As the number of cases of COVID-19 continues to rise across the state, people must educate themselves about the symptoms and how to prevent the virus’ spread in their own homes, said Gina Peek, Oklahoma State University Extension housing and consumer specialist.
“If someone in your household becomes ill with the coronavirus, it’s important to keep that person isolated and away from other people and pets in the house as much as possible for the duration of the illness.” Peek said. “If available, a separate bathroom should be used.”
Even when an infected person is being isolated, it is still important to clean and disinfect often-touched surfaces on a daily basis throughout the home. Peek said doorknobs, light switches, sinks, faucets, handles on kitchen cabinets, countertops, remote controls, cell phones and toilet handles are just a few places that should be cleaned frequently. Disposable gloves are also advised.
If the household cleaning supplies are running low, make a disinfecting solution of one-third cup of household bleach and a gallon of water. A smaller amount can be made with the same ratio of 4 teaspoons of bleach to 1 quart of water. The solution can be used to disinfect hard surfaces in the home.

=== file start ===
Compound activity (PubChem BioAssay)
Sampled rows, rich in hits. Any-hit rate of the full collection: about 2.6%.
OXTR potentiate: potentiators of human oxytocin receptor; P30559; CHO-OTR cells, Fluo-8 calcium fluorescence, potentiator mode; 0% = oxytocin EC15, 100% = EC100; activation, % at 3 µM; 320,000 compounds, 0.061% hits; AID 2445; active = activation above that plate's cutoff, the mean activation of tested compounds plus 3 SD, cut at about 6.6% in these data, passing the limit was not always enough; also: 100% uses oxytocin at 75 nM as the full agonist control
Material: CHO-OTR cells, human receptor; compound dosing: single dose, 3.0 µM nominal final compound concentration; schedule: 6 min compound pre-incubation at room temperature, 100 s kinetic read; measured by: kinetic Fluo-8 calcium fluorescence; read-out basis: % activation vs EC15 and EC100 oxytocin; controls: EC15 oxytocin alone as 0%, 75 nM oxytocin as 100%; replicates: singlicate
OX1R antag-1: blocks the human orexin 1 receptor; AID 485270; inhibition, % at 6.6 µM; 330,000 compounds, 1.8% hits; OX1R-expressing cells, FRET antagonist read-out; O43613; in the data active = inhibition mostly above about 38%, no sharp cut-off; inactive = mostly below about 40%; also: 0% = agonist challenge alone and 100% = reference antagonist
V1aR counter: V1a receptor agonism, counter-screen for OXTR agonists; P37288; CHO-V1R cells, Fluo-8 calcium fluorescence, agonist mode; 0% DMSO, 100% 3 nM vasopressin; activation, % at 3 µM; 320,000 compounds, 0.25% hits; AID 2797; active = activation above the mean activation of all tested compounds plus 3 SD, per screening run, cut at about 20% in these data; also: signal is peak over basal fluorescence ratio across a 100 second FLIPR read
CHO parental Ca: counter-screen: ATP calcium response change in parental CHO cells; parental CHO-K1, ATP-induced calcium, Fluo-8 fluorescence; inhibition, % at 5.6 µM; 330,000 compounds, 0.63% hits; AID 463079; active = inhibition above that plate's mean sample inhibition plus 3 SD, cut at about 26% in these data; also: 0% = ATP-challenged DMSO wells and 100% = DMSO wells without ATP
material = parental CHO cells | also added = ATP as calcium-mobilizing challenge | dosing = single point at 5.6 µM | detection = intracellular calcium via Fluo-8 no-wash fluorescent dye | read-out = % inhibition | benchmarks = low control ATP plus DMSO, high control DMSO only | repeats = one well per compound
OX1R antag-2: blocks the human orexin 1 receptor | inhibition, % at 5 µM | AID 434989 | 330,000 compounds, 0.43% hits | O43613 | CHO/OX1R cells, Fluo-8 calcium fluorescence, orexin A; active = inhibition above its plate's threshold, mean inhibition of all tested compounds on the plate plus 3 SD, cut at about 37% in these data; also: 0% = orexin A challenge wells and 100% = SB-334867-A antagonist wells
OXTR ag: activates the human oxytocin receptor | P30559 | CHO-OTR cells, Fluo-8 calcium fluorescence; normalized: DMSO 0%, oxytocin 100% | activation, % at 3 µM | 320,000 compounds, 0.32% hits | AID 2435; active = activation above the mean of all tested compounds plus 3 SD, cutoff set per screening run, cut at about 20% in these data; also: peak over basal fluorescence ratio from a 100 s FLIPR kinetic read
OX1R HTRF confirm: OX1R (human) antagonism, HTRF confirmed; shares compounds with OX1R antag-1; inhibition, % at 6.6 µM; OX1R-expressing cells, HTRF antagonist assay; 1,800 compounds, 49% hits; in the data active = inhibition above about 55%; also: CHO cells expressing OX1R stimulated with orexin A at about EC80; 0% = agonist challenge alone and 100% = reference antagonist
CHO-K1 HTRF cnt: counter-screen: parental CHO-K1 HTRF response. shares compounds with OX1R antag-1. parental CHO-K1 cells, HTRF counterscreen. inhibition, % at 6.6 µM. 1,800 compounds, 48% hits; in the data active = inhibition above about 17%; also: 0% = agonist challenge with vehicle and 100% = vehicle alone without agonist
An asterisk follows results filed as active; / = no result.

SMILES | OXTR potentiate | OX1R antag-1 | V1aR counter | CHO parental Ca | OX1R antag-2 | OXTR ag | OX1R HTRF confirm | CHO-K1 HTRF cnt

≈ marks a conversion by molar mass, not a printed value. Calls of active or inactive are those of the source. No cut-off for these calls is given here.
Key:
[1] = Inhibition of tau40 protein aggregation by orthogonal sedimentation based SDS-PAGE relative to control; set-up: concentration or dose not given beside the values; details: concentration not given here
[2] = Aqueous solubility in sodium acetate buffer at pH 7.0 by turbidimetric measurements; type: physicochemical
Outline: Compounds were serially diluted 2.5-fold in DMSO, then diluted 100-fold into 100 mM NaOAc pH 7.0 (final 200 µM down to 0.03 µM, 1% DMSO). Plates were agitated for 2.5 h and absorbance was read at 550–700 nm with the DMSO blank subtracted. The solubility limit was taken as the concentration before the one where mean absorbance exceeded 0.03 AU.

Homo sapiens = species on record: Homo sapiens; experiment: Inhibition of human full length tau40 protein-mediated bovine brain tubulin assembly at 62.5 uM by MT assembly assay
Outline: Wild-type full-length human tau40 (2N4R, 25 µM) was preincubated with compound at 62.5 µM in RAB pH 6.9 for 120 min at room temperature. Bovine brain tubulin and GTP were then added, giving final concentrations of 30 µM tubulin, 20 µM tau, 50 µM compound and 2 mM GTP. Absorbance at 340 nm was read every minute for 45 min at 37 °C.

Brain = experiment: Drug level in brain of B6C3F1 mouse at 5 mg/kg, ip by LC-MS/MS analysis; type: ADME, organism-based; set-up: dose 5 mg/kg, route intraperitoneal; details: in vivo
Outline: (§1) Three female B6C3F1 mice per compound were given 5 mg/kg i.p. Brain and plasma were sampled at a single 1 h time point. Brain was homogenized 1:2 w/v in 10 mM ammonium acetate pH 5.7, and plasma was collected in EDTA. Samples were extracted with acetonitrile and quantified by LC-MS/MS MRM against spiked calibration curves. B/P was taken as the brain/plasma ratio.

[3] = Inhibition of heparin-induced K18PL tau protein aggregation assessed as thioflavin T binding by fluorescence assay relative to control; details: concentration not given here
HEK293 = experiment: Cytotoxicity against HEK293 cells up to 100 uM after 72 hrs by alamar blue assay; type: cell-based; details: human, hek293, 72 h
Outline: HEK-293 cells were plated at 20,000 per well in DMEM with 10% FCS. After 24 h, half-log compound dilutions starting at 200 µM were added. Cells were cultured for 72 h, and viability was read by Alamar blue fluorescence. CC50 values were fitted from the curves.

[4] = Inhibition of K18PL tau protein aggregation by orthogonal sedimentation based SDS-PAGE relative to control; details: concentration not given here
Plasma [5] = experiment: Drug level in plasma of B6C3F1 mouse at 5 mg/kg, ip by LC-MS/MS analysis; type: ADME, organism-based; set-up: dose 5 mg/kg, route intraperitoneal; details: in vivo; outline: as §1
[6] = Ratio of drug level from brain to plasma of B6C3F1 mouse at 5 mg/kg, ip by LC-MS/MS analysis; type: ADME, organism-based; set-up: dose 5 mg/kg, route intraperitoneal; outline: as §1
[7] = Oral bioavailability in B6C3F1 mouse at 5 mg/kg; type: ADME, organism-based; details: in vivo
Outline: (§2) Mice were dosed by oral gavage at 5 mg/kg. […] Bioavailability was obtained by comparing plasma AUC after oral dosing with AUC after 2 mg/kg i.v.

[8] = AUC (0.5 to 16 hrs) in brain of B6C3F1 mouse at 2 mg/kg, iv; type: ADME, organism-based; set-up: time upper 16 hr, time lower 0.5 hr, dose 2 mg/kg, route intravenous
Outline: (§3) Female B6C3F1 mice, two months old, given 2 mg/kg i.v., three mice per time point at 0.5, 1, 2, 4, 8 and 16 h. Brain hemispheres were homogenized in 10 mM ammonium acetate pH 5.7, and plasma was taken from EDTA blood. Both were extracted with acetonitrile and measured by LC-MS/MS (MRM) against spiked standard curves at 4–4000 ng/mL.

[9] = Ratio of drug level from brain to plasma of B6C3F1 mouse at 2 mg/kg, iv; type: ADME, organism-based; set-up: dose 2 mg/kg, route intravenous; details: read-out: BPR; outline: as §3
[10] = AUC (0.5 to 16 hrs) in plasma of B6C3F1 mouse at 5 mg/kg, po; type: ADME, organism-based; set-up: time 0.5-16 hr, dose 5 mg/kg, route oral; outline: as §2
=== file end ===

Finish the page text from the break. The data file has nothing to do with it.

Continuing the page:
Wear disposable gloves when handling dirty laundry from an ill person and be sure to discard after each use. Regardless of whether gloves are worn or not, Peek recommends washing hands with soap and water for at least 20 seconds after handling that person’s belongings or cleaning up in their isolation space.
Launder the items according to the instructions on the garment, using the warmest water possible and dry everything completely. Peek said there is no problem washing an sick person’s laundry with others’ laundry. Remember to clean and disinfect the clothes hamper or basket.
Peek also emphasized the importance of keeping hands clean to help prevent the spread of germs, regardless of if they are taking care of an ill person. If soap and water are not available, an alcohol-based hand sanitizer containing at least 60% alcohol, can be used. Also, wash hands after using the restroom; before preparing or eating food; after contact with animals or pet; and after blowing one’s nose, coughing or sneezing.
“For those who are providing routine care for another person who is not ill, such as a child or elderly parent, it’s a good idea to wash your hands before and after providing assistance,” Peek said. “Cleaning surfaces and washing hands is routine for most people, but in this time of the coronavirus pandemic, it’s more important now than ever.”